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Seven ways to celebrate America Recycles Day

Consumer Reports News: November 15, 2012 12:23 PM

November 15th is America Recycles Day, a national event started by the Keep America Beautiful organization, in partnership with the Environmental Protection Agency and various state agencies and manufacturers. Of course, recycling has to happen year round to be effective, but the goal of the event is to encourage communities and individuals to renew their commitment to the cause. With that, here are seven recycling reminders.

Limit food waste. Americans throw out 14 percent of the food they buy, according to the EPA. Freezing and reusing leftovers is one way to bring that figure down. It might be worth investing in a stand-alone freezer. See our freezers buying guide for more information.

Turn in electronics.
Many manufacturers and retailers take back electronics for recycling. For example, Best Buy accepts computers, TVs, and more, even items not bought there. You might also be able to sell your old gear by going to www.usell.com, where you can identify possible options for resale and recycling.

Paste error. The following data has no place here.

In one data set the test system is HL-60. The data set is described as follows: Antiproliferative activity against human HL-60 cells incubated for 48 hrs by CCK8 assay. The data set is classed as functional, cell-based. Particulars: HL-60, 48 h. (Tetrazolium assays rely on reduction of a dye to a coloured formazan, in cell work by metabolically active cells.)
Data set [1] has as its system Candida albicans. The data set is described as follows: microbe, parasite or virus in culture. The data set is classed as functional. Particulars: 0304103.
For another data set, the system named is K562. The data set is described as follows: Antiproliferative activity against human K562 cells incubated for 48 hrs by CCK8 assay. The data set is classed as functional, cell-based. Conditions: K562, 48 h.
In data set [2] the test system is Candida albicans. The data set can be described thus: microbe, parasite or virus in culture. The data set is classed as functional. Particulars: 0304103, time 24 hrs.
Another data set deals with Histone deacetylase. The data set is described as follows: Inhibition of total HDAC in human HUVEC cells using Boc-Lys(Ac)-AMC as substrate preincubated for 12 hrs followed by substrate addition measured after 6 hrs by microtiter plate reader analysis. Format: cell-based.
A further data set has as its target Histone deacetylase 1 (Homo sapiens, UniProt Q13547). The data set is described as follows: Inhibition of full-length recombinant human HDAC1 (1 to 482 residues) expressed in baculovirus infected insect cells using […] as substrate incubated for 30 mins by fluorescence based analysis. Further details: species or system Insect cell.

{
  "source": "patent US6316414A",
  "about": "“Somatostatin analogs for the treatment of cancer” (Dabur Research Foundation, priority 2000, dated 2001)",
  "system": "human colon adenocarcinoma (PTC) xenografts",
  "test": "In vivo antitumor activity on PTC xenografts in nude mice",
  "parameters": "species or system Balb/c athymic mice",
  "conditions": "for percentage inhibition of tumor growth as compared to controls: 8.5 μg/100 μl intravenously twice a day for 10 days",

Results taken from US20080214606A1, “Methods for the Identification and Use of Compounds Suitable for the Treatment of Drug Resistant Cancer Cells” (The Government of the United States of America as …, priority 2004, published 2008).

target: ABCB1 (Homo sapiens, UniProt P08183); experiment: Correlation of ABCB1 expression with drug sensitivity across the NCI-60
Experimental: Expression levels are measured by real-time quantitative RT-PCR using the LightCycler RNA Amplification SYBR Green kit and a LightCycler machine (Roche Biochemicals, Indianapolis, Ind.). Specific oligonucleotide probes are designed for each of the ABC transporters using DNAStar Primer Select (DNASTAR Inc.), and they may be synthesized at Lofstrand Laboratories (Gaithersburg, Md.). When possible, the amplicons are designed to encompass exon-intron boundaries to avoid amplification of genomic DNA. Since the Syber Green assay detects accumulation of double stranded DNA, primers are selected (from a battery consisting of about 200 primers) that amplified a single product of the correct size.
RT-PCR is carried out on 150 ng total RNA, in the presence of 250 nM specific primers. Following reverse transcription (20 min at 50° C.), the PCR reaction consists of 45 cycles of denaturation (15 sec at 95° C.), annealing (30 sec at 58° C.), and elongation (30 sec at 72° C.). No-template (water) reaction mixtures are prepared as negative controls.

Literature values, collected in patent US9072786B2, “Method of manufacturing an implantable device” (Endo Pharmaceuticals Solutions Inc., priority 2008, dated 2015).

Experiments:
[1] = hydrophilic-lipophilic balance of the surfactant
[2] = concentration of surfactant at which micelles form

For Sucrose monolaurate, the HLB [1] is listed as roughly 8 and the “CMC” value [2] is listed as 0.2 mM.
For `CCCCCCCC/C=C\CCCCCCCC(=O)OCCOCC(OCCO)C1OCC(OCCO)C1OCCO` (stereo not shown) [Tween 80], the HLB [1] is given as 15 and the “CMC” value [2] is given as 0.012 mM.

Keep appliances out of the landfill. When you buy a large appliance, most retailers will haul away the old one. ApplianceSmart.com, Best Buy, Sears, and some utilities participate in the EPA's Responsible Appliance Disposal Program, which ensures, among other things, that chemicals are recovered and the metal, plastic, and glass are recycled. Some utilities will even pay you to dispose of an energy-wasting appliance.

Be smart with hazardous waste. That includes things like paint, batteries, and compact fluorescent lightbulbs. Municipalities sometimes sponsor collection days several times a year for these items. The website www.earth911.com can direct you to services in your area.

Return plastic bags. More than 15,000 stores nationwide participate in a program to take back plastic bags and film, like the wrap around cases of bottled water. Look for the clearly marked recycling bins near store entrances.

Look to donate. Clothes, for example, can usually have a second life. Some thrift shops and donation services will even pick up your donations at home or work. At Goodwill (see locator.Goodwill.org for retail locations), if they can't sell the clothes, they'll recycle old clothing scraps into cleaning cloths for industrial buyers.

Rally the neighborhood. If your community is behind on recycling, consider hosting an educational recycling event. Go to AmericaRecyclesDay.org for ideas and helpful downloadables.

Daniel DiClerico

   

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